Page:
Better late than never, right?

Its taken a while, but I've finally converted my WordPress to blog to Ghost. Ghost is an open source blogging platform, with a heavy focus on the content being created. Minimalistic (to my eyes, anyway), and lightning fast.

As I'm lucky enough to have an MSDN subscription, I've hosted my website on Azure, where I get free credits each month, which can be used towards any of the bajillions (yes, a Realâ„¢ unit of measurement) features available.

If you want to host a website on Azure, you can too! If you sign up for the Azure Trial, you get 10 websites for free, which run an amazing range of platforms/techs. Check it out here!.

One of the most amazing features that Ghost supports, is the use of Markdown within its posts. Think of Markdown as like a short-hand formatting mini-language. Putting in a new heading is as easy as typing "#My Heading". In short, its amazing.

On Azure, you can also spin up a pre-made Ghost Website, without any of the messy fun stuff I had to do to get it working.

I'm not going to bother going into the steps I took to get it up and running, as others have already covered it many times, all in excellent details Scott Hanselman's site is where I found the most helpful content around the Azure-related commands, for use when wanting to create websites on the fly, on Azure itself (it's awesomely simple!). And for the actual meat & bones of the site itself (generating the correct JavaScript/Styles/Dependencies etc), I used a post on one Jeremiah Billmann's website. I found Jeremiah's post to be a bit more helpful, as I was running into issues with Scott's around the Grunt initialization (though in retrospect, it was most likely a PEBKAC issue). One very important lesson learned, is that all of the grunt/npm commands should be run in the same folder as where your Ghost site is located. If not, things will not install correctly (or at all!) and you will be scratching your head wondering where it all went wrong.

The other awesome thing with the above two links is that both deal with deploying to Azure from a Git repository. Make some changes, commit, and push to the Azure Git remote (think of it as a staged location) that Scott's post will add for you (or you can add yourself, using the guide in Jeremiah's post), and Azure will automatically pick it up, check it and deploy it.

It's bloody Magicâ„¢.

I've also used a nifty little tool, called "wp2ghost", to convert my posts from WordPress' XML format, to the JSON format that Ghost is expecting.

To export the posts from WordPress, go to the WordPress Dashboard, go Tools -> Export, and then click "Export", which will start a file download containing the content of your blog (images included!).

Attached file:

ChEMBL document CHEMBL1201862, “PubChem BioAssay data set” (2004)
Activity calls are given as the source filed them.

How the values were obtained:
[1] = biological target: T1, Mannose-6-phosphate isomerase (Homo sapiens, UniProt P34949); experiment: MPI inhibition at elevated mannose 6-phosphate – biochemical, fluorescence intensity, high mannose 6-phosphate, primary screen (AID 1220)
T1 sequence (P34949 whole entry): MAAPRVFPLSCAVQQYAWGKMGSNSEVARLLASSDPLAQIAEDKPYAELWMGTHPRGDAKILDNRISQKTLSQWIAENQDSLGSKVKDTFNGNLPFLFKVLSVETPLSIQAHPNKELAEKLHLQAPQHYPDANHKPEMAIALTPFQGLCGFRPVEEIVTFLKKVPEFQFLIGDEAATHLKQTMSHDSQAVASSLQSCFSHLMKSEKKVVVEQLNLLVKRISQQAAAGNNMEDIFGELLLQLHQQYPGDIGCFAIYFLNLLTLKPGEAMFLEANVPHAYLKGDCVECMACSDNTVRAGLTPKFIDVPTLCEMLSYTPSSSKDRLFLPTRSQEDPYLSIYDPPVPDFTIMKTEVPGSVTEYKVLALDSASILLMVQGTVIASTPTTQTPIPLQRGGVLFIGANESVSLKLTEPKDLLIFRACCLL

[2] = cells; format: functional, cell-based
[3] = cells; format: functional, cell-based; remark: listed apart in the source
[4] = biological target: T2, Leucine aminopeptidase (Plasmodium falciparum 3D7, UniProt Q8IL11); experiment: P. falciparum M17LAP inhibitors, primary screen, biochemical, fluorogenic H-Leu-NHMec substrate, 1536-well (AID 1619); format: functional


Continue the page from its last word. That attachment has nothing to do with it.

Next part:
Note: If you are currently self-hosting your WordPress blog, you can do this much quicker with the Ghost Plugin for WordPress. Install the plugin, and click 'Export', and that's it. The steps below are not required.

Go to the wp2ghost page, and download the zip file. Extract it somewhere.

A Gotcha: There is an issue with the package.json file in wp2ghost, where the version number in the package.json file (what the NodeJS Package Manager uses to resolve dependencies for the package), is invalid, as NPM uses a semantic versioning scheme, expecing 3 lots of numbers.

Open the package.json file, and change the version value from "" to "0.3.4" and save it. Then run...

npm install

...from the NodeJS Command Prompt, in the location you've extracted the wp2ghost utility, it will magically (not magically, but you know what I mean) resolve the dependencies it needs.

After this, copy your exported WordPress XML file to the wp2ghost installation directory and, using the NodeJS Command Prompt, run:

node wp2ghost [yourfile].xml

As my very first contrubution to the open source community, I've fixed the package.json file and sent a Pull Request to the project's creator. Exciting!

Now that's all taken care of, to import the file into your Ghost website, it's a simple matter of going to:


And from the file picker displayed there, import the file and its all done (images included, which still boggles my puny mind!).

So there you have it! My journey from WordPress to Ghost has been fun, and I hope this helps anyone looking to make the same move.

Good luck! Ping me on Twitter if you have any questions or comments :)

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